Communicating Effectively

Communication is critical in business. The Internet is used extensively for email and the written word has become “the primary means of interpersonal communication” (Barron, 1998. pg 118). Further, hundreds of millions of people use Facebook and tweet daily (Schultz, Utz, & Göritz, 2011). The written word dominates communication. People tend to rely too heavily on email for important communication. Thus it becomes absolutely necessary to write clear, effective emails and recognize when a phone call or face to face meeting is the better option.

I thought the email presented in “The Art of Effective Communication” (n.d.) was well crafted. The request for the missing report was polite. It also included the reason for the request which should validate the request for the recipient. A slight revision might be to clarify “soon.” Since soon is vague, an exact date would give the recipient a better idea of exactly when the report is required.

The problem with email is the lack of tone of voice or body language to aid the recipient in interpretation of the message. A slightly misworded sentence can be misinterpreted or a recipient can be in a wrong frame of mind to comprehend the message as intended. A person who has had a rough morning, a frustrating drive to work, a poor night’s sleep, is ill or any one of a number of other circumstances can decode a message completely different from that that was sent. Consequently, critical messages should be delivered at least via phone, if not in person.

Hearing the message via audio confirmed what I read in the written message. The voice talent who read the message did a good job of using tone and inflection to get the message across. I can’t see how anyone could misinterpret the polite request for the needed information. However, according to Duthler (2006), email allows a sender to create a more polite message than that left via voicemail. Email allows for corrections while voicemail does not.

Watching the message delivery in the video confirmed what I heard in the audio and read in the message. The person in the video had a laid back delivery with a pleasant facial expression. There should be no misinterpretation on the part of the receiver.

Messages should be delivered using the appropriate medium. If the message is really important, the sender should consider a face to face delivery, where discussion is possible. If email is used as the means of delivery, messages should be carefully written and proofed before being sent.

Resources

Baron, N. S. (1998). Letters by phone or speech by other means: The linguistics of email. Language & Communication, 18(2), 133-170.

Duthler, K. W. (2006). The politeness of requests made via email and voicemail: Support for the hyperpersonal model. Journal of Computer‐Mediated Communication, 11(2), 500-521.

Schultz, F., Utz, S., & Göritz, A. (2011). Is the medium the message? Perceptions of and reactions to crisis communication via twitter, blogs and traditional media. Public relations review, 37(1), 20-27.

“The Art of Effective Communication” retrieved from http://mym.cdn.laureate-media.com/2dett4d/Walden/EDUC/6145/03/mm/aoc/index.html 7/16/2015.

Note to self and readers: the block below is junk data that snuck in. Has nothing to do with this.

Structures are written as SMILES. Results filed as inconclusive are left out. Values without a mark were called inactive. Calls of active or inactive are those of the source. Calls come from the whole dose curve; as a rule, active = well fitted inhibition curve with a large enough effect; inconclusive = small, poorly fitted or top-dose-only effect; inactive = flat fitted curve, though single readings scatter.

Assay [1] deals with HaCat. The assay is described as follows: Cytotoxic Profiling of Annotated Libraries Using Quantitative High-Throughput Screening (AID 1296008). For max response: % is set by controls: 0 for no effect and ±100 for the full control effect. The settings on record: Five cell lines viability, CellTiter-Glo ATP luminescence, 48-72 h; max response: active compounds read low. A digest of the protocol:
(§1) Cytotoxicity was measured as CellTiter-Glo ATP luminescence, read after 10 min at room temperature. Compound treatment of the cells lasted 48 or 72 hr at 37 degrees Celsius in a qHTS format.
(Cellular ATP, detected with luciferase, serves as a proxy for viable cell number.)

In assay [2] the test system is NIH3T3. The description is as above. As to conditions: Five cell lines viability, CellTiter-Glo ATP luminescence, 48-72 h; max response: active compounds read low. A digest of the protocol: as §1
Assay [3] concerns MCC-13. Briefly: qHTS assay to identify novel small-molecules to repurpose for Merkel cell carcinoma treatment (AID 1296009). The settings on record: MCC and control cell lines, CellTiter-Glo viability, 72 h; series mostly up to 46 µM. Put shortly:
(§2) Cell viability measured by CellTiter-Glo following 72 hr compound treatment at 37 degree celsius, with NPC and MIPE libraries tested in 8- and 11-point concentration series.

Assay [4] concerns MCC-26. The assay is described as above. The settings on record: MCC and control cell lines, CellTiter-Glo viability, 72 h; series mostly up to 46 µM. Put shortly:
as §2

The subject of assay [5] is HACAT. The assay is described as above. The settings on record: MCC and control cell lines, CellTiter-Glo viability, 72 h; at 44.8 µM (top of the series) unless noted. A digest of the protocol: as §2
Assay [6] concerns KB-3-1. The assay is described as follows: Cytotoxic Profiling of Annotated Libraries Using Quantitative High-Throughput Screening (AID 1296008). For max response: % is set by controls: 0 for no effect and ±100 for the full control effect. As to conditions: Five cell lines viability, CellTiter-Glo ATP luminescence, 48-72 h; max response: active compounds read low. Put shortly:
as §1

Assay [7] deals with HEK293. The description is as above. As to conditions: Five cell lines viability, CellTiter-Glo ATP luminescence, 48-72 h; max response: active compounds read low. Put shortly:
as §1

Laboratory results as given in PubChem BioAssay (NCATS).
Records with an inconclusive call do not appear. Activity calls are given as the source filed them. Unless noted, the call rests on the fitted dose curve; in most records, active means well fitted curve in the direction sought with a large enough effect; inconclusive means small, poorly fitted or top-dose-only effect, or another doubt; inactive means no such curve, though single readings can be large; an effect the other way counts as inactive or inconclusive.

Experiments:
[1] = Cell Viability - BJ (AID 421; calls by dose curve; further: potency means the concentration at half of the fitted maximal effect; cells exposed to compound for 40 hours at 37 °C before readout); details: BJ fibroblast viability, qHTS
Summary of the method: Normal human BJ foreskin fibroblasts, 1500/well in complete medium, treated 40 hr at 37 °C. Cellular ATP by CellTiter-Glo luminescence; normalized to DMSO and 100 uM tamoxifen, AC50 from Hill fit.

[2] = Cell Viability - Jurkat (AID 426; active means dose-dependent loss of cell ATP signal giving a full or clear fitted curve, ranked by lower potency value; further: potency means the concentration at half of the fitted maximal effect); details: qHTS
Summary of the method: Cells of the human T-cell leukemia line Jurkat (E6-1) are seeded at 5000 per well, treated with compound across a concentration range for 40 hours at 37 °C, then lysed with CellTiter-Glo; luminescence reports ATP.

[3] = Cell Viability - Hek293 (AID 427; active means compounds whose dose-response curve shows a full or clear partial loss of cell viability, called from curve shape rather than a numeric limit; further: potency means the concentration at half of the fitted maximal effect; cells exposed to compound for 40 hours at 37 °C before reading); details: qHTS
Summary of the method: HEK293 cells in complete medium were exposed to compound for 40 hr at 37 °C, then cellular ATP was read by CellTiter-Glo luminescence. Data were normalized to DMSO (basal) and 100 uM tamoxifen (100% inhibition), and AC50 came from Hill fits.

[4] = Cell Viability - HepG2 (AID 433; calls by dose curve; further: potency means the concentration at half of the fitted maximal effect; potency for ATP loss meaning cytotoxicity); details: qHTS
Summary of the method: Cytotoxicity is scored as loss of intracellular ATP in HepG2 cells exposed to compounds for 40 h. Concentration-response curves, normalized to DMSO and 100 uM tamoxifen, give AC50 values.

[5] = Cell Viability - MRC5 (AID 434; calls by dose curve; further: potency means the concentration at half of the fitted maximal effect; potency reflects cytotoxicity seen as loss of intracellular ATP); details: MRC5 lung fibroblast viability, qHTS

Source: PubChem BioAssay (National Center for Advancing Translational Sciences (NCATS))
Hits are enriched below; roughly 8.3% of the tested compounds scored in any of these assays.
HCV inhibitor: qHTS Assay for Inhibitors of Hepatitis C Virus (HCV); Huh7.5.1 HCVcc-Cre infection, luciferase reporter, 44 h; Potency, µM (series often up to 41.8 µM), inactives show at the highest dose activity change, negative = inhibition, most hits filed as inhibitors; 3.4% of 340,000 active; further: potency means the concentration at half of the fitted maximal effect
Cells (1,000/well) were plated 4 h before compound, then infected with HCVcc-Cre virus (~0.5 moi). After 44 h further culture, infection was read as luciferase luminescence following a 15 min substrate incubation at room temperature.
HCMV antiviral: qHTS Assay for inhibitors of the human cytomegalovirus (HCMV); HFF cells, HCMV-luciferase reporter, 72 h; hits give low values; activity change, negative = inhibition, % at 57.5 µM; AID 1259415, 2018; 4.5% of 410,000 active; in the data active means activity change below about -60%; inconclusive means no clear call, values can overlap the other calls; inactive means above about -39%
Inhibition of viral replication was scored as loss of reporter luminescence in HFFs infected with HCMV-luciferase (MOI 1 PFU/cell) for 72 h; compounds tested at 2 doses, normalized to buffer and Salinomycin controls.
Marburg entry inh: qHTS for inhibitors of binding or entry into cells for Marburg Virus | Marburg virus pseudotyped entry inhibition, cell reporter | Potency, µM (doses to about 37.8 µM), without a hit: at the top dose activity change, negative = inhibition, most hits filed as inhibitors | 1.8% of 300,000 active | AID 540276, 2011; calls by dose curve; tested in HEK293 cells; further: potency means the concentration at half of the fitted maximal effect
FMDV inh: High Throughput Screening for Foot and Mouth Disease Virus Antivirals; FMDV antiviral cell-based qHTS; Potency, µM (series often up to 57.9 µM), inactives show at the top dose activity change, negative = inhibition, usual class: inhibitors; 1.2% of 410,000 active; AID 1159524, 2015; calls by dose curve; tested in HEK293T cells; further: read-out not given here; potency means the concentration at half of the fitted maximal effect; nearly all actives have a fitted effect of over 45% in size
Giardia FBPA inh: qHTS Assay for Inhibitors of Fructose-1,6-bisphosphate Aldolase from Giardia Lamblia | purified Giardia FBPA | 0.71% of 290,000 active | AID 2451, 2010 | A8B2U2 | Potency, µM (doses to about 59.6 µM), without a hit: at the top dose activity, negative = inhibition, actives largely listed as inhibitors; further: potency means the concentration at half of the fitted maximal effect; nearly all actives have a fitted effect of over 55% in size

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3 thoughts on “Communicating Effectively

  1. Definitely the way the message is delivered should be adjusted to the type of the very message. Otherwise misunderstandings might happen and cause many problems. On the other hand one may say the emoticons are such a good solution but is it appropriate to use them when you’re not that familiar with the message recipient?

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  2. I think communication is probably the most difficult area that we each face on a day to day basis. There are many situations in which our communication can be interrupted correctly or incorrectly. Each mode of communication has the potential to contain barriers. Writing may be interrupted based on the presentation and the words used. Phone or voicemail may be interrupted based upon the tone and then the words. If someone is in a hurry to get to their next meeting or just got off the phone from a confrontational person, their tone may be much different than what they intended. Face-to-face presents even more ways to have a message go array if the person is distracted or not focused on how their body language, tone and words are producing the intended message. It is important to focus and take the time to be clear and concise when we are communicating.

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    • I really liked your post and agreed with all of it except for one thing. As you said, accordingly to Duthler, email communication can be more polite than voicemail. I am really struggling to grasp this because I feel like adding the layer of voice to a message conveys more of the intended message. In other words, if I leave you a voice message, you can hear from my voice whether I am happy, angry, frustrated, or panicked. I will likely include more “please” and “thank yous” than I likely would in a written message. Perhaps this is unique to me because I tend to be more polite in speaking to others than when I am writing.

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